Construction crews work on the Lynnwood Light rail station March 29. (Olivia Vanni / Herald file)

Construction crews work on the Lynnwood Light rail station March 29. (Olivia Vanni / Herald file)

Concrete walkout ends; Lynnwood light rail impact may linger

While drivers were picketing, Sound Transit’s project between Northgate and Lynnwood missed an estimated 4,900 deliveries.

MOUNTLAKE TERRACE — Concrete deliveries again are en route across Puget Sound construction sites after a four-month union strike ended last week.

Teamsters Local 174 drivers announced Friday they would return to work with hopes of “good faith” negotiating by concrete supplier companies.

“There’s too much pain and too much damage,” said Mike Walker, a Teamsters Local 174 business agent and driver for 26 years. “We just couldn’t let this go on.”

Teamsters Local 174 Secretary-Treasurer Rick Hicks in a statement said the return to work was about helping people in the region.

“We hope this very gracious offer means that the greedy concrete companies start negotiating in good faith and stop stonewalling negotiations, as they have for months,” he said.

About 300 union members, who drive concrete mix and dump trucks or work in support jobs, went on strike in December. They picketed six sites in King County, seeking better pay and health and retirement benefits. Walker said health benefits for retirees is the most important issue.

“It was never about money,” he said.

Representatives from the suppliers and union last met in February.

The union’s ranks are lower now after some members left for other jobs, quit or retired.

After some of the companies called back workers this week, Walker said, about 80 were now on the job.The union has said the original walkout involved about 330 workers.

“We’re going to keep bargaining,” Walker said. “They’ve got all these guys back at work now, but we’re not happy.”

The strike delayed an estimated 4,900 concrete deliveries at Sound Transit projects, according to a March 30 update. That’s enough to line concrete dump and mix trucks on I-5 from Lynnwood to SeaTac.

Most of those missed deliveries were for the 8½-mile Lynnwood Link extension project from Northgate in Seattle to the Lynnwood Transit Center.

The union offered to return to work in mid-March at two plants for some public works projects, including Sound Transit and the West Seattle Bridge.

In a statement, Sound Transit CEO Peter Rogoff thanked the Teamsters for returning to work. The agency’s staff were evaluating how the delays might affect schedules for light rail projects originally slated to open in 2024.

“While we cannot erase these delays, we will work to minimize their impact to the greatest degree possible and get these transformative projects open for service to our residents,” said Ron Lewis, Sound Transit executive director of design, engineering and construction management.

Ben Watanabe: bwatanabe@heraldnet.com; 425-339-3037; Twitter @benwatanabe.

Talk to us

More in Local News

Mike Rosen
Businessman Mike Rosen announces campaign for mayor of Edmonds

Rosen, a city planning board member, is backed by five former Edmonds mayors. It’s unclear if incumbent Mike Nelson will run again.

FILE - A Boeing 747-8, Boeing's new passenger plane, takes its first flight, Sunday, March 20, 2011, at Paine Field in Everett, Wash. After more than half a century, Boeing is rolling its last 747 out of a Washington state factory on Tuesday night. (AP Photo/Ted S. Warren, File)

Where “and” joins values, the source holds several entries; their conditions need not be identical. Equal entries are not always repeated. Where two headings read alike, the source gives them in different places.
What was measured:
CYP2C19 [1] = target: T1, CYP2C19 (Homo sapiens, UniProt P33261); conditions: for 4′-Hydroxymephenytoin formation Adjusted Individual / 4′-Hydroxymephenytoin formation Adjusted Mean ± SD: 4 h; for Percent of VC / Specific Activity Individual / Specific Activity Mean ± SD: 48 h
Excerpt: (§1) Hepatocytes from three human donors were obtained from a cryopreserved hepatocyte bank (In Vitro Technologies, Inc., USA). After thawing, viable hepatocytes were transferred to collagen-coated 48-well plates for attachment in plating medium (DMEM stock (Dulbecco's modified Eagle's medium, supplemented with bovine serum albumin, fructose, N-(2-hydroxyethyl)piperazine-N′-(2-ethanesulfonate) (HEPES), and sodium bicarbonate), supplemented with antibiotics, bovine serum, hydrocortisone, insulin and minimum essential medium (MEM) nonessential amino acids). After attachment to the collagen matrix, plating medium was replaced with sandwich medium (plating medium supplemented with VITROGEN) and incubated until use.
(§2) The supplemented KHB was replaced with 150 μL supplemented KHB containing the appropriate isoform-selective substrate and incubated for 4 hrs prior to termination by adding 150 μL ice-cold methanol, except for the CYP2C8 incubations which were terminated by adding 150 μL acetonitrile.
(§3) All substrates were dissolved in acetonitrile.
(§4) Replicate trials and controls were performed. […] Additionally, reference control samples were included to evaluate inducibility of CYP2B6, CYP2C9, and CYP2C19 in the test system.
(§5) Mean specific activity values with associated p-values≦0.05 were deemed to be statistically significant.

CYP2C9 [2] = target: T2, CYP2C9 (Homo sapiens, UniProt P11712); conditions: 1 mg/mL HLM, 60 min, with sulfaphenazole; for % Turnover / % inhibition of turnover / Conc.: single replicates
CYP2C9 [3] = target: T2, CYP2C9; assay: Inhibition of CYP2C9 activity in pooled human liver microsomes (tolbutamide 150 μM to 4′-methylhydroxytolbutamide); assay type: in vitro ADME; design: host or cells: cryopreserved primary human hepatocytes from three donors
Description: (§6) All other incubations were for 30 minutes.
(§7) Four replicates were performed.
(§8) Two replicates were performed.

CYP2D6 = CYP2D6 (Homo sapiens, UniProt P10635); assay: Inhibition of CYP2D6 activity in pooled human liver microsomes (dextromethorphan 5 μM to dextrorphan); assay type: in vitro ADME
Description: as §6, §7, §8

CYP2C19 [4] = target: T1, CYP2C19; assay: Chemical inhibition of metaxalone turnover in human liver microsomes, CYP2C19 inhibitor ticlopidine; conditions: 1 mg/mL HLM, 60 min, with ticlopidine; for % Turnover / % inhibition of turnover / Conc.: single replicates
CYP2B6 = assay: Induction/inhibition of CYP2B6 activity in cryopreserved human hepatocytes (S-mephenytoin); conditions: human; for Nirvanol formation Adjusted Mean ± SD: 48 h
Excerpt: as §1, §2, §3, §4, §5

Boeing’s last 747 to roll off the Everett assembly line

The Queen of the Skies was dethroned by smaller, more fuel-efficient jets. The last 747s were built for a cargo carrier.

PUD workers install new transformers along 132nd Street on Tuesday, Oct. 25, 2022 in Mill Creek, Washington. (Olivia Vanni / The Herald)
Electric vehicles spur big forecast jump for PUD demand

Not long ago, the Snohomish County PUD projected 50,000 electric cars registered in the county by 2040. Now it expects up to 660,000.

Traffic moves northbound on I-5 through Everett on Friday, Dec. 2, 2022. (Olivia Vanni / The Herald)
Grinding work still needed for I-5 through Everett

Construction crews need warmer temps for the work to remove what a reader described as “mini raised speed bumps.”

After a day of learning to fight fires, Snohomish firefighter recruit Chau Nguyen flakes a hose as other recruits load the hoses onto a fire truck April 19, 2018, at the training facility on S. Machias Rd. in Snohomish. (Andy Bronson / Herald file)
Lawsuit: Everett firefighter sexually harassed numerous recruits

Chau Nguyen resigned earlier this year, long after the first complaint about his behavior at the county’s fire training academy.

NO CAPTION. Logo to accompany news of education.
Stanwood-Camano School Board seeks applicants for vacancy

Ken Christoferson, the district’s longest serving board member, resigned on Dec. 6.

The final 747 is rolled out of the factory on Tuesday, Dec. 6, 2022 in Everett, Washington. (Olivia Vanni / The Herald)
Final 747 rollout signals end of an era for Boeing, Everett

After a 55-year run, the last of the “Queen of the Skies” emerged from the Everett assembly plant Tuesday evening.

Pilchuck Secret Valley Tree Farm owner Paul Dierck walks through a row of trees on Monday, Dec. 5, 2022 in Arlington, Washington. (Olivia Vanni / The Herald)
Christmas trees, a Washington cash crop, get a little more spendy

Christmas tree farms generate about $688,000 each season for Snohomish County farmers. Some are still open for business.

Marysville
Marysville to pay $1M to another former student for alleged sex abuse

The latest settlement marks the earliest known allegations against Kurt Hollstein, who worked in the district until last year.

Most Read